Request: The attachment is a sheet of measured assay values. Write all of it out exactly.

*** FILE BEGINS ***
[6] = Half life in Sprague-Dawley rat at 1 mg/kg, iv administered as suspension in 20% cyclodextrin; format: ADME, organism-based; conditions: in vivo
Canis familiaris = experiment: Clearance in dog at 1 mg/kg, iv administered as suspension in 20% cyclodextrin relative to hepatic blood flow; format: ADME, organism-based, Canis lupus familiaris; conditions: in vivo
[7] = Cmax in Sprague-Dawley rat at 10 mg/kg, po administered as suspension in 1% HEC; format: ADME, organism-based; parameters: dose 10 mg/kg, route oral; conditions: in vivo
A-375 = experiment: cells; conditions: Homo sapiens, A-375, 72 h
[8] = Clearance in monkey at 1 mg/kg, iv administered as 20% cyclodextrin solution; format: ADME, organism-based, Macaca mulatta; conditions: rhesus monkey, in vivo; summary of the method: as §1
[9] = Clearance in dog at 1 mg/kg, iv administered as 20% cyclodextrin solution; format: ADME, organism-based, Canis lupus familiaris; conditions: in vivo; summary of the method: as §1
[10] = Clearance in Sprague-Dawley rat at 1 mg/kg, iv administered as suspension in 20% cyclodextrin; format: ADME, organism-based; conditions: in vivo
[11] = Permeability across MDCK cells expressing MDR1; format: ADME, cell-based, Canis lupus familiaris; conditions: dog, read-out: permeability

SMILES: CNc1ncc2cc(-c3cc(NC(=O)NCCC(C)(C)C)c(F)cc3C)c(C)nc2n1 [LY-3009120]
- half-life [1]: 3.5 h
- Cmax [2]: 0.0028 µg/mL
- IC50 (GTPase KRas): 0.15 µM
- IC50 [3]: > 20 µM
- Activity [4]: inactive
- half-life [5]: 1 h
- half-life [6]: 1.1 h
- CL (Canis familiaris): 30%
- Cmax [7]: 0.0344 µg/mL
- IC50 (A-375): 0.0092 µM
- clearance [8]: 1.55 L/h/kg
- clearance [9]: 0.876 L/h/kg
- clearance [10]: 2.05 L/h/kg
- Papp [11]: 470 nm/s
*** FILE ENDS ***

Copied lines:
[6] = Half life in Sprague-Dawley rat at 1 mg/kg, iv administered as suspension in 20% cyclodextrin; format: ADME, organism-based; conditions: in vivo
Canis familiaris = experiment: Clearance in dog at 1 mg/kg, iv administered as suspension in 20% cyclodextrin relative to hepatic blood flow; format: ADME, organism-based, Canis lupus familiaris; conditions: in vivo
[7] = Cmax in Sprague-Dawley rat at 10 mg/kg, po administered as suspension in 1% HEC; format: ADME, organism-based; parameters: dose 10 mg/kg, route oral; conditions: in vivo
A-375 = experiment: cells; conditions: Homo sapiens, A-375, 72 h
[8] = Clearance in monkey at 1 mg/kg, iv administered as 20% cyclodextrin solution; format: ADME, organism-based, Macaca mulatta; conditions: rhesus monkey, in vivo; summary of the method: as §1
[9] = Clearance in dog at 1 mg/kg, iv administered as 20% cyclodextrin solution; format: ADME, organism-based, Canis lupus familiaris; conditions: in vivo; summary of the method: as §1
[10] = Clearance in Sprague-Dawley rat at 1 mg/kg, iv administered as suspension in 20% cyclodextrin; format: ADME, organism-based; conditions: in vivo
[11] = Permeability across MDCK cells expressing MDR1; format: ADME, cell-based, Canis lupus familiaris; conditions: dog, read-out: permeability

SMILES: CNc1ncc2cc(-c3cc(NC(=O)NCCC(C)(C)C)c(F)cc3C)c(C)nc2n1 [LY-3009120]
- half-life [1]: 3.5 h
- Cmax [2]: 0.0028 µg/mL
- IC50 (GTPase KRas): 0.15 µM
- IC50 [3]: > 20 µM
- Activity [4]: inactive
- half-life [5]: 1 h
- half-life [6]: 1.1 h
- CL (Canis familiaris): 30%
- Cmax [7]: 0.0344 µg/mL
- IC50 (A-375): 0.0092 µM
- clearance [8]: 1.55 L/h/kg
- clearance [9]: 0.876 L/h/kg
- clearance [10]: 2.05 L/h/kg
- Papp [11]: 470 nm/s